Hollywood, CA- I don’t usually go to shows like this.
I’m used to arriving stupidly early in order to get a good spot in the sardine can known as the front. As close as I can possibly get to the barrier, ensuring bruises on my hips the next day. Sweat running down my back and my hair forming dreadlocks due to people rubbing up against it all night. Spilling an overpriced drink as I gracelessly danced into unsuspecting spectators. Sing/screaming along to every song and polarizing the rest of the people in front, who are probably either pissed off or endeared by me.
The Hollywood Bowl is not that kind of place. They let you bring cheese and crackers. It’s BYOB. It’s stadium seating. Everyone has their own little yuppie bubble. And you know what? I dug it. I felt like a real life grown up, going to a grown up show. I didn’t have to worry about my glasses breaking at all, or holding onto at least five different people’s keys for once. This was a mellow experience to savor rather than chug– a wine versus a whiskey. Truth be told, I still felt especially sneaky getting past security with a “potential weapon” corkscrew, even though I’m sure they saw it and definitely didn’t care.
Everyone at the Bowl that night was dressed to the nines. It was like stepping into a chic restaurant in an exclusive, affluent Malibu-type area: women casting shade under ironically wide brimmed hats, scattered flower crowns dotting the stadium, and flannel in a heaping abundance. I’m not even going to touch on the surplus of beards. It became blatantly obvious almost immediately this was a show people wanted to be seen at. Which is totally cool, I’m all about feelin’ thyself. But please, for the love of whatever, turn off your light-up flower crown while the show is in progress.
We settled in just as Beach House started. The lights dimmed to almost total darkness, and I experienced a lingering sense of mischief as I pulled a bottle of two-buck chuck out of my Trader Joe’s bag (sponsor me, Charles Shaw). As the music swelled to its multiple peaks, it became apparent that the Bowl was the perfect venue for such an ethereal set; the minimal luminescence punctuated by projections of hazy, falling stars paired well with their dreamy synthy goodness.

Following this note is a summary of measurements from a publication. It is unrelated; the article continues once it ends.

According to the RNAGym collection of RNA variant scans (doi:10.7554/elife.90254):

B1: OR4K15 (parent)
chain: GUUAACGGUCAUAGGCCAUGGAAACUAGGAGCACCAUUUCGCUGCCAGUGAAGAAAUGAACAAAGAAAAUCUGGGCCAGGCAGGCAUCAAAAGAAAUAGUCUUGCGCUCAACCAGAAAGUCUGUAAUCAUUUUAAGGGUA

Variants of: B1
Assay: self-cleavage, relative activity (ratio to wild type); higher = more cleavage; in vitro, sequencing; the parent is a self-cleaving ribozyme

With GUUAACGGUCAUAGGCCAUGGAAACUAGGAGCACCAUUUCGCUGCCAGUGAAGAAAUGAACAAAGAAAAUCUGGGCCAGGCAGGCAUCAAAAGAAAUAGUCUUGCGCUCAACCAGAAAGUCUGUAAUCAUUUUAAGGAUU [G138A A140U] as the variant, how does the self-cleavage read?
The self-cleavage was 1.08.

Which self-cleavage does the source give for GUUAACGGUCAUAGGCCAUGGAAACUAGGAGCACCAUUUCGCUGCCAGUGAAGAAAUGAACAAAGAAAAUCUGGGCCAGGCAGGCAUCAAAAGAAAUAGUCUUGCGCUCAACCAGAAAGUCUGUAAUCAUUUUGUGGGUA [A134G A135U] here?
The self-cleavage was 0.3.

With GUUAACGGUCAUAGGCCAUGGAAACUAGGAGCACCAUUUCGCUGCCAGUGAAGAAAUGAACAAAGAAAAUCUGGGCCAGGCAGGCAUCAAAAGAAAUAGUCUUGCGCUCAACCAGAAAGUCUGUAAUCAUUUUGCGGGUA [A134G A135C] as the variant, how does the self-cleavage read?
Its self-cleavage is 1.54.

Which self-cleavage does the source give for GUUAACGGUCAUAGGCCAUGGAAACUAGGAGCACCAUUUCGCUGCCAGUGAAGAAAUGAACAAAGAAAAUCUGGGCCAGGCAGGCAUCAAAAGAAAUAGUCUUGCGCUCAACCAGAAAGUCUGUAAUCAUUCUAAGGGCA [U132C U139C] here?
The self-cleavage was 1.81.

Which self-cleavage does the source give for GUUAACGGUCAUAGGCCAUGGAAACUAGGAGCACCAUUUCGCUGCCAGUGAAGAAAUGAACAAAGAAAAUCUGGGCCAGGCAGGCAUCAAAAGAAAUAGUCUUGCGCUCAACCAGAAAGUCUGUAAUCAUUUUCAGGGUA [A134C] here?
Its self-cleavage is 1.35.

The band is comprised largely of slide guitar, keyboard, and programmed drums- but tonight, they were joined by an aptly skilled drummer. The lights remained willfully dark upon the artists as the Baltimore duet (comprised of Victoria Legrand and Alex Scally) and co. completely captivated the sold out arena. It was almost as though their set was a galactic lullaby, bewitching all of the senses and lulling them into some sort of rapt stasis. “Take Care” is an obvious crowd pleaser, for very good reason. It felt like a deliciously slow sing along, in which the entire crowd tried to mimic Legrand’s pristinely all-over-the-place vocal range. As “Myth” began to take full advantage of the superior acoustics of the Bowl, I found myself subconsciously swaying to a beat I couldn’t keep. To clarify, my lack of rhythm was to no fault of Beach House– it was entirely the fault of Charles Shaw.